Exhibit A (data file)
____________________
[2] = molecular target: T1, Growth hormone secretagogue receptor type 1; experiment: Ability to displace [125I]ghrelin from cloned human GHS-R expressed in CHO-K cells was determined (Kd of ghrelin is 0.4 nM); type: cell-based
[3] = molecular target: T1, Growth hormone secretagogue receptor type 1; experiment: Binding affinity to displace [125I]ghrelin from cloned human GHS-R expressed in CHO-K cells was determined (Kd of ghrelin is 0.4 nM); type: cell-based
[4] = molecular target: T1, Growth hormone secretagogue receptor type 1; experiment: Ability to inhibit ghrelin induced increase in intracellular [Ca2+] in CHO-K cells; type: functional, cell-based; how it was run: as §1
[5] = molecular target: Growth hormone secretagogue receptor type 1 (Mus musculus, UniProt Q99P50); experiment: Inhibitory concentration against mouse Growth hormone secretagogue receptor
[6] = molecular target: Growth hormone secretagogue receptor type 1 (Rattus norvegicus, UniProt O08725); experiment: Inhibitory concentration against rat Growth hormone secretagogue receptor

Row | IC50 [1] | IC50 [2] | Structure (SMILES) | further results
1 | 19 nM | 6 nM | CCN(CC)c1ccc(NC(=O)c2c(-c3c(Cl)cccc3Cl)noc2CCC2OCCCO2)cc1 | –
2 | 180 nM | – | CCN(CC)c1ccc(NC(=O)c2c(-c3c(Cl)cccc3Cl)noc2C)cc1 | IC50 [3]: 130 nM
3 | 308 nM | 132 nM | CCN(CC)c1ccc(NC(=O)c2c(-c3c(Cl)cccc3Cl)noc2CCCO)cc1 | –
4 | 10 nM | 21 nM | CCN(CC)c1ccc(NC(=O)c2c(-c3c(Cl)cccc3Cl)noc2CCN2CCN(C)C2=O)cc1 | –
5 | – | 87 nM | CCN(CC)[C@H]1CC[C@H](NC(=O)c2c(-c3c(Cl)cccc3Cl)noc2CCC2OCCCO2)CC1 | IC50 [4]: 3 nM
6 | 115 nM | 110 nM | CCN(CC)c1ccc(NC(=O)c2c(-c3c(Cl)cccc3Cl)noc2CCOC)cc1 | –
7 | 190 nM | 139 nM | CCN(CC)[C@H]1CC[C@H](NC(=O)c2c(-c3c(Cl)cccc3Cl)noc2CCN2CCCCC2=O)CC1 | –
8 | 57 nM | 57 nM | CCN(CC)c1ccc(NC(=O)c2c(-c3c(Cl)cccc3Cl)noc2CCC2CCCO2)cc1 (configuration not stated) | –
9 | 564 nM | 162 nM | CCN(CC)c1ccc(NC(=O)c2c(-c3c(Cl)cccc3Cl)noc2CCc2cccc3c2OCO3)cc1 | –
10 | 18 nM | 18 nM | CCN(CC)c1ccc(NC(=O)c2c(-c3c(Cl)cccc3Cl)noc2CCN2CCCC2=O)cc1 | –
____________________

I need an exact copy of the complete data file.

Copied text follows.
[2] = molecular target: T1, Growth hormone secretagogue receptor type 1; experiment: Ability to displace [125I]ghrelin from cloned human GHS-R expressed in CHO-K cells was determined (Kd of ghrelin is 0.4 nM); type: cell-based
[3] = molecular target: T1, Growth hormone secretagogue receptor type 1; experiment: Binding affinity to displace [125I]ghrelin from cloned human GHS-R expressed in CHO-K cells was determined (Kd of ghrelin is 0.4 nM); type: cell-based
[4] = molecular target: T1, Growth hormone secretagogue receptor type 1; experiment: Ability to inhibit ghrelin induced increase in intracellular [Ca2+] in CHO-K cells; type: functional, cell-based; how it was run: as §1
[5] = molecular target: Growth hormone secretagogue receptor type 1 (Mus musculus, UniProt Q99P50); experiment: Inhibitory concentration against mouse Growth hormone secretagogue receptor
[6] = molecular target: Growth hormone secretagogue receptor type 1 (Rattus norvegicus, UniProt O08725); experiment: Inhibitory concentration against rat Growth hormone secretagogue receptor

Row | IC50 [1] | IC50 [2] | Structure (SMILES) | further results
1 | 19 nM | 6 nM | CCN(CC)c1ccc(NC(=O)c2c(-c3c(Cl)cccc3Cl)noc2CCC2OCCCO2)cc1 | –
2 | 180 nM | – | CCN(CC)c1ccc(NC(=O)c2c(-c3c(Cl)cccc3Cl)noc2C)cc1 | IC50 [3]: 130 nM
3 | 308 nM | 132 nM | CCN(CC)c1ccc(NC(=O)c2c(-c3c(Cl)cccc3Cl)noc2CCCO)cc1 | –
4 | 10 nM | 21 nM | CCN(CC)c1ccc(NC(=O)c2c(-c3c(Cl)cccc3Cl)noc2CCN2CCN(C)C2=O)cc1 | –
5 | – | 87 nM | CCN(CC)[C@H]1CC[C@H](NC(=O)c2c(-c3c(Cl)cccc3Cl)noc2CCC2OCCCO2)CC1 | IC50 [4]: 3 nM
6 | 115 nM | 110 nM | CCN(CC)c1ccc(NC(=O)c2c(-c3c(Cl)cccc3Cl)noc2CCOC)cc1 | –
7 | 190 nM | 139 nM | CCN(CC)[C@H]1CC[C@H](NC(=O)c2c(-c3c(Cl)cccc3Cl)noc2CCN2CCCCC2=O)CC1 | –
8 | 57 nM | 57 nM | CCN(CC)c1ccc(NC(=O)c2c(-c3c(Cl)cccc3Cl)noc2CCC2CCCO2)cc1 (configuration not stated) | –
9 | 564 nM | 162 nM | CCN(CC)c1ccc(NC(=O)c2c(-c3c(Cl)cccc3Cl)noc2CCc2cccc3c2OCO3)cc1 | –
10 | 18 nM | 18 nM | CCN(CC)c1ccc(NC(=O)c2c(-c3c(Cl)cccc3Cl)noc2CCN2CCCC2=O)cc1 | –